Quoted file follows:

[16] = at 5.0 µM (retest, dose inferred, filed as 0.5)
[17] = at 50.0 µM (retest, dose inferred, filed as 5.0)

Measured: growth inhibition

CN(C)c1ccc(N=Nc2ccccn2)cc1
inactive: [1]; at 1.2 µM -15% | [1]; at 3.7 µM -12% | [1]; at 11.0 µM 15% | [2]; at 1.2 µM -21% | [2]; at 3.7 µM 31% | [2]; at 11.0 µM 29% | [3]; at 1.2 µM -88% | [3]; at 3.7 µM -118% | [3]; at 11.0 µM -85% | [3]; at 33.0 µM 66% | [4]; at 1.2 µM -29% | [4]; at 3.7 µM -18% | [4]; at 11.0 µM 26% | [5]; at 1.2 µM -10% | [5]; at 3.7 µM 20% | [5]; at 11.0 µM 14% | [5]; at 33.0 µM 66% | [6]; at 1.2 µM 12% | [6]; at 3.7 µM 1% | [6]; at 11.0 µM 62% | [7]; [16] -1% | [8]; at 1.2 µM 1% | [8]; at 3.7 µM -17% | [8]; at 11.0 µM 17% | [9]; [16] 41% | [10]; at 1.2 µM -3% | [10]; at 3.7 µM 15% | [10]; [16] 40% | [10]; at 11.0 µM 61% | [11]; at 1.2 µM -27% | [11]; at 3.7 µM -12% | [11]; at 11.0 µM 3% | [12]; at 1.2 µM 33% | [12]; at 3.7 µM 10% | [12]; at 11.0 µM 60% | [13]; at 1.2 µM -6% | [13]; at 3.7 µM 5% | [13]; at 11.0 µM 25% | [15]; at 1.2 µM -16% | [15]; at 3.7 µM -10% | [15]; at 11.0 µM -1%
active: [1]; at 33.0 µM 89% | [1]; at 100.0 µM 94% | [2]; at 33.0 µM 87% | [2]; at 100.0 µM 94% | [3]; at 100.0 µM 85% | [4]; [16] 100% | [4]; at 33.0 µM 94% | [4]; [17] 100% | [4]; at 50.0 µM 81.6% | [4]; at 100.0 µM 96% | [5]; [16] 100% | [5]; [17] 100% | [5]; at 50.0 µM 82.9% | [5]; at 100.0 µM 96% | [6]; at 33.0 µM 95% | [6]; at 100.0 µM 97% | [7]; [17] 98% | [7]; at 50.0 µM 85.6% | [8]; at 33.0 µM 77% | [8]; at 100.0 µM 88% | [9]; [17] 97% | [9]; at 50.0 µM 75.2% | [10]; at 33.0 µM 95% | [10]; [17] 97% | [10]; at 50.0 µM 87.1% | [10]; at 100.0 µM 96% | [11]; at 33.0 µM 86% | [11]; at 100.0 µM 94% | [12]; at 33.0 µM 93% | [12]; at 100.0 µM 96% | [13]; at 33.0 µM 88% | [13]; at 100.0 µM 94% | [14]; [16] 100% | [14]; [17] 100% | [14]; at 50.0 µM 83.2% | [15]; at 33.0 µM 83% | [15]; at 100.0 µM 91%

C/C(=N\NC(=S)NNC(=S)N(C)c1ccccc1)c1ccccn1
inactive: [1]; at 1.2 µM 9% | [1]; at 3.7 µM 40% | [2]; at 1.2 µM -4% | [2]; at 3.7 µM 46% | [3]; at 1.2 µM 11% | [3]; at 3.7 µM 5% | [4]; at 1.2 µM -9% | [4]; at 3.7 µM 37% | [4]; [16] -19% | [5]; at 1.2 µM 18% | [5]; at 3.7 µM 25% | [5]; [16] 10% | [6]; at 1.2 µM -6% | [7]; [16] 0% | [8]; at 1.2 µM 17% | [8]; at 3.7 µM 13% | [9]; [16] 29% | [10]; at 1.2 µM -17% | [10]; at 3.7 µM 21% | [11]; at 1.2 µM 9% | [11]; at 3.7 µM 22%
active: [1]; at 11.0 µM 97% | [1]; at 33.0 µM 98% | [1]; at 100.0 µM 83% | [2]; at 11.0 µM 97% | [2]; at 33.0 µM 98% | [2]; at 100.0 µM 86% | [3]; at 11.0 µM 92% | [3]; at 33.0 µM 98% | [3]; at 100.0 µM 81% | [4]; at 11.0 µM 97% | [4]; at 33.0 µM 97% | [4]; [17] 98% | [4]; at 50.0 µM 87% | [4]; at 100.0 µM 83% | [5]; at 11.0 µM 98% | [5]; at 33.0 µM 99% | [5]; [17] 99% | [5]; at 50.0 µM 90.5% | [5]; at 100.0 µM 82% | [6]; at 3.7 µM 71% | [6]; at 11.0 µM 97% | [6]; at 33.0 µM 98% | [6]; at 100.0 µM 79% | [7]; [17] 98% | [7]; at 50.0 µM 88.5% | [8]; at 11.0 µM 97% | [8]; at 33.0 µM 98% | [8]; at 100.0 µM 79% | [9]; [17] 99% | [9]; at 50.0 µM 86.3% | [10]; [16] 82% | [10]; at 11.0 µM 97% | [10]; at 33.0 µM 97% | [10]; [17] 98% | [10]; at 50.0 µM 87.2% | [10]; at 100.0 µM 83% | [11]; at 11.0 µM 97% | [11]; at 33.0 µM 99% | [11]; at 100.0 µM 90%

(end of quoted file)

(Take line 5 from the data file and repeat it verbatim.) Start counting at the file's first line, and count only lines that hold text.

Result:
inactive: [1]; at 1.2 µM -15% | [1]; at 3.7 µM -12% | [1]; at 11.0 µM 15% | [2]; at 1.2 µM -21% | [2]; at 3.7 µM 31% | [2]; at 11.0 µM 29% | [3]; at 1.2 µM -88% | [3]; at 3.7 µM -118% | [3]; at 11.0 µM -85% | [3]; at 33.0 µM 66% | [4]; at 1.2 µM -29% | [4]; at 3.7 µM -18% | [4]; at 11.0 µM 26% | [5]; at 1.2 µM -10% | [5]; at 3.7 µM 20% | [5]; at 11.0 µM 14% | [5]; at 33.0 µM 66% | [6]; at 1.2 µM 12% | [6]; at 3.7 µM 1% | [6]; at 11.0 µM 62% | [7]; [16] -1% | [8]; at 1.2 µM 1% | [8]; at 3.7 µM -17% | [8]; at 11.0 µM 17% | [9]; [16] 41% | [10]; at 1.2 µM -3% | [10]; at 3.7 µM 15% | [10]; [16] 40% | [10]; at 11.0 µM 61% | [11]; at 1.2 µM -27% | [11]; at 3.7 µM -12% | [11]; at 11.0 µM 3% | [12]; at 1.2 µM 33% | [12]; at 3.7 µM 10% | [12]; at 11.0 µM 60% | [13]; at 1.2 µM -6% | [13]; at 3.7 µM 5% | [13]; at 11.0 µM 25% | [15]; at 1.2 µM -16% | [15]; at 3.7 µM -10% | [15]; at 11.0 µM -1%